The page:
work

Japanese ladies list top five companies whose employees they’d most/least like to date

Which company in Japan has the most and least “eligible bachelor” employees? New study suggests Japanese ladies have strict preferences!
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34 percent of Japanese men are afraid of their female colleagues, according to recent poll

The reasons they give will make you think twice about the way men and women act in the workplace.

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Hard-working Hokkaido sheep become internet sensations thanks to their…employment contract?!

It’s enough to make you quit your job and take up grass munching full time!

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“My dad is less useful than our Roomba”—Japanese 5th-grader’s brutal honesty on family in Japan

If your child has a better relationship with the robotic vacuum cleaner than with you, then you might have a problem.

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McDonald’s recruitment ad paints a grim picture of life in Japan

Work part time for McDonald’s Japan and join the ranks of housewives, students, and Y-san: the saddest person you’ll ever meet.
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Nearly one in four Japanese adults admits to crying in the office bathroom in new survey

Heading to the office in Japan? Don’t forget your bento boxed lunch…and your tissues.

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We talk to a real Japanese butler about life as the chief of staff of a household【RocketInterview】

Full-time butlers are pretty hard to come by these days, so when we had the chance to meet one such professional in Japan, we leapt on the chance to ask him a bunch of questions to ask about his role—like how come they don’t wear coattails anymore?

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Survey shows most Japanese employees don’t like Western-style work socials

With December less than two weeks away, Japanese companies are beginning to make preparations for their annual bounenkai (end-of-year) and shinnenkai (New Year) parties. Even if they’re the kind of people who sometimes duck out on after-work drinks with the boss, most Japanese employees are painfully aware that skipping the biggest corporate celebrations of the year is tantamount to career suicide.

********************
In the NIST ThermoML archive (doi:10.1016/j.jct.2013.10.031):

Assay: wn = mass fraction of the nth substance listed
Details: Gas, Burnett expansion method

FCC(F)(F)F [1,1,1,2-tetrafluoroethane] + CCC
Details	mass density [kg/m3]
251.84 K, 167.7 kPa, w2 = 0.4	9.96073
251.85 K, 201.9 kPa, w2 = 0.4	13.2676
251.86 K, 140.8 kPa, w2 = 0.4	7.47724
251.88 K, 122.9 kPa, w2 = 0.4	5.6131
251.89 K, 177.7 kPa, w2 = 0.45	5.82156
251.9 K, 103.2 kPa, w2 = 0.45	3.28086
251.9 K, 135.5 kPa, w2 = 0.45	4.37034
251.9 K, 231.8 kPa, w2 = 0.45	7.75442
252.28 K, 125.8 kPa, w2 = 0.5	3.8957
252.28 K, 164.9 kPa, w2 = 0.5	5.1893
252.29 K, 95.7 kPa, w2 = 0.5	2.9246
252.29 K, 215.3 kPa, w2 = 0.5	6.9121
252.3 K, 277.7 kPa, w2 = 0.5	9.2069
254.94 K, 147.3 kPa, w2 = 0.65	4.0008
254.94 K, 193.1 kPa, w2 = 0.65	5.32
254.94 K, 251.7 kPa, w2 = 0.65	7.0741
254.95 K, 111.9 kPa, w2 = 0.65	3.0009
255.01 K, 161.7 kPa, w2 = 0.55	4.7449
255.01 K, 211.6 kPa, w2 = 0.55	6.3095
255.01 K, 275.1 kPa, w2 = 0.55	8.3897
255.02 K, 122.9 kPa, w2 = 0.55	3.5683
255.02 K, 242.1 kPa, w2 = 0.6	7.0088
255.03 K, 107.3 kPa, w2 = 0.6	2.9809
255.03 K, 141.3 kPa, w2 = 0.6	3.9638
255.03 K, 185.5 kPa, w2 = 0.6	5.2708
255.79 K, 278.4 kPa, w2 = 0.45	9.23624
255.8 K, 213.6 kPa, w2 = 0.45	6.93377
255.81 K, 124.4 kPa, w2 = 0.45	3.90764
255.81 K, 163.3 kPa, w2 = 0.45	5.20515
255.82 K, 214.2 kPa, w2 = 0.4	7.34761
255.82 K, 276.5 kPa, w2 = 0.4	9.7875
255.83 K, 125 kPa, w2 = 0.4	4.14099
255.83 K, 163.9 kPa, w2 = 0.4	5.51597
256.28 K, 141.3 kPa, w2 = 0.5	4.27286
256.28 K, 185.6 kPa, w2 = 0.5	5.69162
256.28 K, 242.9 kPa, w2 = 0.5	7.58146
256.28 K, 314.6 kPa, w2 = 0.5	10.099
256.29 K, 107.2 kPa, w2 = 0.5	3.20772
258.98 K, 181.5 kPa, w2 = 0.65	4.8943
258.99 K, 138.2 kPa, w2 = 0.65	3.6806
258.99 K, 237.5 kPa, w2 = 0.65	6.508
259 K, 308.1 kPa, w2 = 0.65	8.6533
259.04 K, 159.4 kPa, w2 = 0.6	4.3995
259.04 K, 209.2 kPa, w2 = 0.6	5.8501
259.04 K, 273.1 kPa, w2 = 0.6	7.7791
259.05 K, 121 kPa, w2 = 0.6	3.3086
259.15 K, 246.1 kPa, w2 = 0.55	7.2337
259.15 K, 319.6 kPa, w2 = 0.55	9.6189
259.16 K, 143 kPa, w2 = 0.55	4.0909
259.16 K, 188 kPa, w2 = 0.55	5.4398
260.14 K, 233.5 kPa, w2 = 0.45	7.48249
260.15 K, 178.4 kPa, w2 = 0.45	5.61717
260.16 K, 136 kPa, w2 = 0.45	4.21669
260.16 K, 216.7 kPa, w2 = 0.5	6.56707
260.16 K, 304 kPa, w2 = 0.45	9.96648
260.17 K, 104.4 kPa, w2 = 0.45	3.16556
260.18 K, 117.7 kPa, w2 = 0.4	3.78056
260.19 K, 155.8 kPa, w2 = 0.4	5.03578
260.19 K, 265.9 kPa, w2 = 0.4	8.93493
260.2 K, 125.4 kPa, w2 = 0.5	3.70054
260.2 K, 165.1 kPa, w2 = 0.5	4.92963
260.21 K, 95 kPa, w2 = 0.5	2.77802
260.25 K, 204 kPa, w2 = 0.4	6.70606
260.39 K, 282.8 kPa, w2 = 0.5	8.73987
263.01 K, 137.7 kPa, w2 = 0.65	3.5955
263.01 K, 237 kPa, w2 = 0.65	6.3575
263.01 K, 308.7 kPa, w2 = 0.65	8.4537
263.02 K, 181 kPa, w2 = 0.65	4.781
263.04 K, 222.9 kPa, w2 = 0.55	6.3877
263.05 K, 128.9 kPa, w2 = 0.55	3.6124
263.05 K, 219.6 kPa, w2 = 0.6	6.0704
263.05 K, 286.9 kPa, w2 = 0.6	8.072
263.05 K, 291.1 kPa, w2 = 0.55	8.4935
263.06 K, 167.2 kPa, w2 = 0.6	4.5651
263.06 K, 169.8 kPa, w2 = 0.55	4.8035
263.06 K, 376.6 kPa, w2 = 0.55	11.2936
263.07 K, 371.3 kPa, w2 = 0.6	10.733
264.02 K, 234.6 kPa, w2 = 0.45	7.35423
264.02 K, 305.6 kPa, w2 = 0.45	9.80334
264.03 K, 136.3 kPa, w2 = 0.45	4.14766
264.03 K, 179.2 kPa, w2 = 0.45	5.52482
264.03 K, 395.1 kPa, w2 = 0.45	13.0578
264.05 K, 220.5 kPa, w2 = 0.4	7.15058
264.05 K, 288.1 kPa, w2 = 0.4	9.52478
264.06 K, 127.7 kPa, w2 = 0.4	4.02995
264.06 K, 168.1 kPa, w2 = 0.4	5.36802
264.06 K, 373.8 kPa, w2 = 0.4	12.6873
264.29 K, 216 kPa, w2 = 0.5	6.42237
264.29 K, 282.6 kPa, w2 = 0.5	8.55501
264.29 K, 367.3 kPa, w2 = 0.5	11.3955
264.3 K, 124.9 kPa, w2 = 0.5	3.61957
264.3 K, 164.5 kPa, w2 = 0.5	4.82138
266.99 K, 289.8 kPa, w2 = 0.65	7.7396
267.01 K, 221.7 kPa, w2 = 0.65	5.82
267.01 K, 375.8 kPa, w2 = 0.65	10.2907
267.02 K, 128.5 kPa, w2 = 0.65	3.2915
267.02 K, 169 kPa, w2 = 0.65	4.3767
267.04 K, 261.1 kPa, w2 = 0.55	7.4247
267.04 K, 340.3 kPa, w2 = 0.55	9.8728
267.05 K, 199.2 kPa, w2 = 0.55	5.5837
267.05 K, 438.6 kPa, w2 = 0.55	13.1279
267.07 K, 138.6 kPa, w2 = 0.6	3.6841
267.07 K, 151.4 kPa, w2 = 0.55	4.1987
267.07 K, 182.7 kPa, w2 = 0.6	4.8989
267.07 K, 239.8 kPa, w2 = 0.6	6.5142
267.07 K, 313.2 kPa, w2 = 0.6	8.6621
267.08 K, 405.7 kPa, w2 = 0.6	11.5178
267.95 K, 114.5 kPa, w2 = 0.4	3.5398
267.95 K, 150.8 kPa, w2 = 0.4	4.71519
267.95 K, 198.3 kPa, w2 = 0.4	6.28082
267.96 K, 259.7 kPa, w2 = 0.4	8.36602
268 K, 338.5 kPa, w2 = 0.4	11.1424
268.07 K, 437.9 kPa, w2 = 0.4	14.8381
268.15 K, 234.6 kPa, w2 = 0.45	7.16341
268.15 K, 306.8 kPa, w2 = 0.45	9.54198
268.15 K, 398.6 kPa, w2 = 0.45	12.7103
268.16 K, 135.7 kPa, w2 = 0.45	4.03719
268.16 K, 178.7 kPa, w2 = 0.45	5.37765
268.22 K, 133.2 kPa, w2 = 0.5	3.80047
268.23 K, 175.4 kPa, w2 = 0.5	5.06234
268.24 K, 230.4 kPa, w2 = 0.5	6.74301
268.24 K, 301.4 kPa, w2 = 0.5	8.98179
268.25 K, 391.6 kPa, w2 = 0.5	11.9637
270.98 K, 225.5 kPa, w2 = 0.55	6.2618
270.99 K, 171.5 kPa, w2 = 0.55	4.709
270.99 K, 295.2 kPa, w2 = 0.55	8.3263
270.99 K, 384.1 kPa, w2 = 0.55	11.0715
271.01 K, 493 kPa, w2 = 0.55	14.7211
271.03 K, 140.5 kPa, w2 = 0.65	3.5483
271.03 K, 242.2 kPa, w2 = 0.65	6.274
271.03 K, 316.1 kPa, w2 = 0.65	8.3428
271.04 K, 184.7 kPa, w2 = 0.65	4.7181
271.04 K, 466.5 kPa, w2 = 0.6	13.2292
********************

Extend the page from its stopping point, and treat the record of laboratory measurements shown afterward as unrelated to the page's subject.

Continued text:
Because large-scale events usually require more space than your average drinking party, many Japanese companies have recently been moving away from typical sit-down enkai banquets and are holding more Western-style events where staff are encouraged to move around freely and interact over a few drinks.

But according to a recent survey, these Western-style work socials are overwhelmingly unpopular in Japan. Here are the top seven reasons why.

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Meetings and more meetings: Foreigners list the pros and cons of working at a Japanese company

It’s no secret that Japan may be headed for a bit of a labor crunch, as the population ages and many older workers reach retirement age with fewer young up-and-comers to replace them. And, while the Japanese government seems reluctant to take measures to replenish the shrinking workforce with foreign laborers, non-Japanese workers are nevertheless entering Japanese corporations and workplaces in record numbers.

But Japanese offices are also notorious for their long hours, slow pace of advancement, and frequent, long meetings. Traditional Japanese companies seem stuck in an old-school work culture even as companies in the rest of the world offer increasingly progressive work-life balance programs, workplace perks, and office hours.

With this stark contrast in mind, our Japanese sister site tracked down seven non-Japanese workers to get their for-realsies impressions of what it’s actually like to work at a Japanese company.

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Chinese employees publicly thank their boss for giving them work

When was the last time you thanked your teachers for giving you homework or your boss for piling on the work? Probably never, right? A group of employees in China did something crazy last week, publicly thanking their higher-ups for giving them work.

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5 discriminatory interview questions employers in Japan are no longer allowed to ask

For many young people in Japan, August means summer vacation, festivals and free time. For fourth-year university students however, it means time to start interviewing for jobs. The job-hunting process in Japan is long, grueling and very systematic, culminating in interview after interview for the jobless, soon-to-graduate, young adults.

Interviews can be nerve-wracking for even the most experienced candidates, but Japanese companies don’t always ask the most predictable questions. In fact, some of their questions can be downright weird. Many of these oddball interview questions, however, may not actually be legal.

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7-Eleven store manager writes the most sincere, desperate job ad we’ve ever seen

If you are unemployed and living in Japan, we may have found a perfect job for you. No experience is necessary, it’s a pretty safe gig and you won’t have to do anything too difficult. You will, however, be a savior, a hero, and a knight in shining armor for one overworked, stressed-out, and understaffed, 7-Eleven store manager in Tokyo.

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Sociologist says high school hierarchy keeps Japanese adults away from their home towns